What Tolstoy’s story dramatises is the personal interest — the downright pleasure — Peter took in crushing opposition and those who spoke against him, as well as the foolhardiness of his mission. This image of Peter as bloodthirsty tyrant, clearly inspired by the bloodshed of the civil war, is an uncensored moment of truth. It is a message in a bottle from 1918, which profoundly alters our impression of the glorified Peter in Tolstoy’s later work. This is not the image of Peter that Stalin authorised, precisely because it is far closer to the leader Stalin actually was. Needless to say, this powerful story was not widely circulated in the Soviet Union at the time.

Those who have access to the SAGE Journals database through an academic institution or library can read the excerpt online.

And the latest issue of the TLS (23 June 2017) carries my review of J. A. E. Curtis’s compelling and concise biography Mikhail Bulgakov, an entry in the Reaktion Books Critical Lives series.

Lviv (and Odessa) in LARB

André van Loon has written a superb review of — or rather, an essay on — Odessa Stories in the latest issue of The London Magazine (June/July 2017), and Uilleam Blacker shares his insight into Babel’s Odessa and Józef Wittlin’s (1896–1976) Lviv/Lwów/Lvov/Lemberg at the Los Angeles Review of Books. (Needless to say, I kept my mitts off Dr. Blacker’s piece, and am very grateful for his kind words.) This is the second LARB piece inspired by the very worthy City of Lions. We ran Jacob Mikanowski’s magnificently lyrical essay on the book in May. I’ll also take this opportunity to promote two more important LARB pieces on Slavic subjects: Cynthia Haven’s interview with Russian poet and public intellectual Maria Stepanova, and Louise Steinman’s conversation with Adam Zagajewski, one of Poland’s literary giants, who was also born in Lviv (then Lwów) in 1945.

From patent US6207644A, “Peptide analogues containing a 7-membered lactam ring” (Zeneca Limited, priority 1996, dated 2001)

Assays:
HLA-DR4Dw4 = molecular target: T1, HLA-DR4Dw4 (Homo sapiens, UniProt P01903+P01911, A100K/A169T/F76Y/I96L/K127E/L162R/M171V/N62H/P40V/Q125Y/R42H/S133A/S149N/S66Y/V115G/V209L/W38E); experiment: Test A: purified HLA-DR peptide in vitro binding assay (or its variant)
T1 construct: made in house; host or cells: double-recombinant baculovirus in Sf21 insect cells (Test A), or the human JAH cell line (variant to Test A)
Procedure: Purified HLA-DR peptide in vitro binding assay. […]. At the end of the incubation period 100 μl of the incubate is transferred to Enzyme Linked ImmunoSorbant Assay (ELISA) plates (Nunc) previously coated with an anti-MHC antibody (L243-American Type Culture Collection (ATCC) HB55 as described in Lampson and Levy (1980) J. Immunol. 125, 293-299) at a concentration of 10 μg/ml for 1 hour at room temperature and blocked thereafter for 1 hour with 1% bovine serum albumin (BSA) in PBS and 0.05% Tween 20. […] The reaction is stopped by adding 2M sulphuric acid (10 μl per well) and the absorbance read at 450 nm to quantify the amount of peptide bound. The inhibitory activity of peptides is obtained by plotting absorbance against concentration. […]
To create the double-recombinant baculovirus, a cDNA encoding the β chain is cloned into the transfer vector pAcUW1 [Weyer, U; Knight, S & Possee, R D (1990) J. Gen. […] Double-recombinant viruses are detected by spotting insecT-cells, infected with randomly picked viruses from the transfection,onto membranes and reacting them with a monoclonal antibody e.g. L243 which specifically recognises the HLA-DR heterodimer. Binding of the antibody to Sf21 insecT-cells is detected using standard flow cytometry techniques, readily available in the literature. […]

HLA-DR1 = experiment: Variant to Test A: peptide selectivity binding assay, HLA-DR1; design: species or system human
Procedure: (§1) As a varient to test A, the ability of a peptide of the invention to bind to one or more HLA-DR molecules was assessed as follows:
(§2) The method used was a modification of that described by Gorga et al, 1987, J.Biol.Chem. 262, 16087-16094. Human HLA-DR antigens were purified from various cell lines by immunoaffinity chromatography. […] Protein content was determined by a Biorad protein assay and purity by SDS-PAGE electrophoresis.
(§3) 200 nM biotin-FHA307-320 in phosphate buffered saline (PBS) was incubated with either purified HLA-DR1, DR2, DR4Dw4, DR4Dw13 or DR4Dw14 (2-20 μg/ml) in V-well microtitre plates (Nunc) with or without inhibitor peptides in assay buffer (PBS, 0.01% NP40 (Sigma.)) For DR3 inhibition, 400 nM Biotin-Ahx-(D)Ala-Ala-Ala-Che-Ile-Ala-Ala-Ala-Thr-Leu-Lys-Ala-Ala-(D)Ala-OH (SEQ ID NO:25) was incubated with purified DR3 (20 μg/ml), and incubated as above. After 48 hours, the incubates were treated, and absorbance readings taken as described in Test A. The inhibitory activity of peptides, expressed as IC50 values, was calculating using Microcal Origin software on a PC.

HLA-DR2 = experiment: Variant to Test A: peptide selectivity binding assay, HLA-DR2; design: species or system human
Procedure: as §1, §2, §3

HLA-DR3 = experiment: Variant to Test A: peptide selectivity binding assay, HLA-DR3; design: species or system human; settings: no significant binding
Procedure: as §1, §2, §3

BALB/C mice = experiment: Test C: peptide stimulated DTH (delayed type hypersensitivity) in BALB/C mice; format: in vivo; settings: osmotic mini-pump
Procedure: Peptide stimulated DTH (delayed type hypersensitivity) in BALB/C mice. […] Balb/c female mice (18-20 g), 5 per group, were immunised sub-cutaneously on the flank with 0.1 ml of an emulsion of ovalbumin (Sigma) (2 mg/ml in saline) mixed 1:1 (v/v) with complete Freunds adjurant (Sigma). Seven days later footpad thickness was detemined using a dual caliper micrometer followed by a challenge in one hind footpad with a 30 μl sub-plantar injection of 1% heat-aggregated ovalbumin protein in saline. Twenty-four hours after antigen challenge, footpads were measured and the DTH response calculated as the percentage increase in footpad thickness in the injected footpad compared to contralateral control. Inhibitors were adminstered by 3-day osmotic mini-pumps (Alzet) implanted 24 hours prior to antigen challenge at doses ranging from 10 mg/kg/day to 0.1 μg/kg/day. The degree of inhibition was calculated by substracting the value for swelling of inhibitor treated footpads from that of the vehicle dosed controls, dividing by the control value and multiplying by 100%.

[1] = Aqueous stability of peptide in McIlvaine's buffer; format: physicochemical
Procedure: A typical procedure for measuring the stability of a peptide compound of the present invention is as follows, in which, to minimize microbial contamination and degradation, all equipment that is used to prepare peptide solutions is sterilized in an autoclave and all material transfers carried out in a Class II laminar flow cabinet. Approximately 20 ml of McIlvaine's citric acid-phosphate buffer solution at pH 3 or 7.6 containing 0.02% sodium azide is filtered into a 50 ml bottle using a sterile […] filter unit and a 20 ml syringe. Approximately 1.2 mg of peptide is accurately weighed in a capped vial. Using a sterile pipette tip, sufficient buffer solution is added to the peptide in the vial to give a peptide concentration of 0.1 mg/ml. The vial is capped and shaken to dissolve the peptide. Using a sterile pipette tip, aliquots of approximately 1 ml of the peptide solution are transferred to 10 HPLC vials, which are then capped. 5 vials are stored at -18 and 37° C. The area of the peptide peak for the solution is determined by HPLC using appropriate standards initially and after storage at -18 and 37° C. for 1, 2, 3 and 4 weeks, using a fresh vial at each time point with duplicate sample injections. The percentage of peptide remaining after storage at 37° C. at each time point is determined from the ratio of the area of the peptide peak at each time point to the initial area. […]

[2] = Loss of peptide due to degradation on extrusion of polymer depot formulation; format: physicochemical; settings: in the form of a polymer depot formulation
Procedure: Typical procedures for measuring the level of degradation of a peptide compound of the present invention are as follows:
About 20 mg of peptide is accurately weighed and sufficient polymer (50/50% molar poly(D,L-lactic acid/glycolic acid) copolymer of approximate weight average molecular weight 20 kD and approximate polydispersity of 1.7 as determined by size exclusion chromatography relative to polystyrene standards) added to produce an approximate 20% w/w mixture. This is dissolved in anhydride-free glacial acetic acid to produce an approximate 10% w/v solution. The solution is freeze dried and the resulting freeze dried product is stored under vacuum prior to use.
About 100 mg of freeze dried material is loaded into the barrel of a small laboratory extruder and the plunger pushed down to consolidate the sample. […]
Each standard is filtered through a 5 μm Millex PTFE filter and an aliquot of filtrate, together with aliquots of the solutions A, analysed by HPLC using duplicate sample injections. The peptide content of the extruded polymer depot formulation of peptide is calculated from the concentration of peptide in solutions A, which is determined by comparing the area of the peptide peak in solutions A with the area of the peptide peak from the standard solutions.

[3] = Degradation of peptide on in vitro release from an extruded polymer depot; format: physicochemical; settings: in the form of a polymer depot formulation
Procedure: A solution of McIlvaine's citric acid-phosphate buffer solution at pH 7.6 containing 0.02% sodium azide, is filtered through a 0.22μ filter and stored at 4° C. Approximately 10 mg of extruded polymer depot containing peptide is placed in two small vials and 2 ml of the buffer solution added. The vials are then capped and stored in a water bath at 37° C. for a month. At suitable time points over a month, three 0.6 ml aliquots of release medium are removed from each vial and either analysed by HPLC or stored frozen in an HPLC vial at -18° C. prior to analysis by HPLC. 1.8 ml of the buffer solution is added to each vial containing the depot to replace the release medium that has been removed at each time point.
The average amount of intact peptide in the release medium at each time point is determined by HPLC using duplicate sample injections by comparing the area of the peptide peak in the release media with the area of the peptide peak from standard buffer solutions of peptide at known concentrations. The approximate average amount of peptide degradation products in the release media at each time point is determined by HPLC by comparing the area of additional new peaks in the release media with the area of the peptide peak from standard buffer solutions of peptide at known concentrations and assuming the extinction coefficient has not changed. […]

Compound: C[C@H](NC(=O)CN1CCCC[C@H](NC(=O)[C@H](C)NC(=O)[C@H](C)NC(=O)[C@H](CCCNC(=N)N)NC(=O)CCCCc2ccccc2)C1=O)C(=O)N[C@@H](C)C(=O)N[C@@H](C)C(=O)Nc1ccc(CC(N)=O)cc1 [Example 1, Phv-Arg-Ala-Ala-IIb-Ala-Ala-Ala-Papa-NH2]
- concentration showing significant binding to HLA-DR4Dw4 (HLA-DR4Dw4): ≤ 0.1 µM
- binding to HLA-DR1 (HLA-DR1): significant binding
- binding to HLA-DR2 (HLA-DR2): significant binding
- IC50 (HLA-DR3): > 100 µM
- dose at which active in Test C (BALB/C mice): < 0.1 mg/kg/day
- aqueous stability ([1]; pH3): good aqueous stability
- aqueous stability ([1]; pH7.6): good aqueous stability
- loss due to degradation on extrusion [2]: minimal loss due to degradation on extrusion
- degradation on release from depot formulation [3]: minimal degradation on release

In other news, I’ve completed my translation of Mikhail Zoshchenko’s Sentimental Tales — and am getting rather sentimental about it. Parting with Zoshchenko’s hilariously ham-handed narrator, I. V. Kolenkorov, is such sweet sorrow. I’ll write more about this cycle in the weeks to come.

Ivan Elagin and Vladimir Markov

The final print issue of the excellent literary journal The Los Angeles Review, vol. 21 (not to be confused with The Los Angeles Review of Books) carries two poems, in my translation, by Ivan Elagin (1918-1987) and Vladimir Markov (1920-2013), who were associated with the Second Wave of Russian emigration — a group cast adrift during the Second World War. Both Elagin and Markov were children of families torn apart by Stalin’s “Great Terror” in the late 1930s. Their fathers were arrested and executed; Markov’s mother was sent to the Gulag, while Elagin’s was committed to a psychiatric hospital. Both men left the Soviet Union during the war and spent time in DP camps before immigrating to the United States. Elagin earned his PhD from NYU and took a post teaching Russian literature at the University of Pittsburgh. Markov earned his PhD at Berkeley and went on to teach at UCLA, where he established himself as one of his generation’s most perceptive and influential scholars of Russian modernist poetry. Both men were also gifted poets in their own right. As one might expect, many of their lyrics touch on the usual themes — and are touched by the usual moods — of emigration: the sense of displacement, stagnation, and loneliness, the temptations of nostalgia and the threat of oblivion. These two poems — one written in transit, the other in a new home the poet still finds foreign — articulate, quietly but powerfully, the experience of exile.